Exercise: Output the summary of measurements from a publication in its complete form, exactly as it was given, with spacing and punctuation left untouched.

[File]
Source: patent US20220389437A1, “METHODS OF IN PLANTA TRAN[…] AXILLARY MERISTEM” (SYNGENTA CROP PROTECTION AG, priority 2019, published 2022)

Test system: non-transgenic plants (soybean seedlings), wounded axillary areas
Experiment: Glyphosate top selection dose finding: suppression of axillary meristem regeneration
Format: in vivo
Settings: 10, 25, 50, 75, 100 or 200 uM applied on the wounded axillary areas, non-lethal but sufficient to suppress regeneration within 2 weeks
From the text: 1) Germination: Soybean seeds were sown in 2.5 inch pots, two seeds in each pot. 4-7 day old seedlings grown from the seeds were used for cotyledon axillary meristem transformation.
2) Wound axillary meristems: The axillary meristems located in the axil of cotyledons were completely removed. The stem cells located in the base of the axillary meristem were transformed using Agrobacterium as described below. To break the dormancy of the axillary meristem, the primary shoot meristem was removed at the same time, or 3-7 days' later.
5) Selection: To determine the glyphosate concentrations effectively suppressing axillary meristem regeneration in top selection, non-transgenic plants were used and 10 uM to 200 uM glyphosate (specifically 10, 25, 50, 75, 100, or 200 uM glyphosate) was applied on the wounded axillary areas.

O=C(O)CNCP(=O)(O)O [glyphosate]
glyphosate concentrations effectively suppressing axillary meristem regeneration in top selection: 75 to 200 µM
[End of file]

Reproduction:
Source: patent US20220389437A1, “METHODS OF IN PLANTA TRAN[…] AXILLARY MERISTEM” (SYNGENTA CROP PROTECTION AG, priority 2019, published 2022)

Test system: non-transgenic plants (soybean seedlings), wounded axillary areas
Experiment: Glyphosate top selection dose finding: suppression of axillary meristem regeneration
Format: in vivo
Settings: 10, 25, 50, 75, 100 or 200 uM applied on the wounded axillary areas, non-lethal but sufficient to suppress regeneration within 2 weeks
From the text: 1) Germination: Soybean seeds were sown in 2.5 inch pots, two seeds in each pot. 4-7 day old seedlings grown from the seeds were used for cotyledon axillary meristem transformation.
2) Wound axillary meristems: The axillary meristems located in the axil of cotyledons were completely removed. The stem cells located in the base of the axillary meristem were transformed using Agrobacterium as described below. To break the dormancy of the axillary meristem, the primary shoot meristem was removed at the same time, or 3-7 days' later.
5) Selection: To determine the glyphosate concentrations effectively suppressing axillary meristem regeneration in top selection, non-transgenic plants were used and 10 uM to 200 uM glyphosate (specifically 10, 25, 50, 75, 100, or 200 uM glyphosate) was applied on the wounded axillary areas.

O=C(O)CNCP(=O)(O)O [glyphosate]
glyphosate concentrations effectively suppressing axillary meristem regeneration in top selection: 75 to 200 µM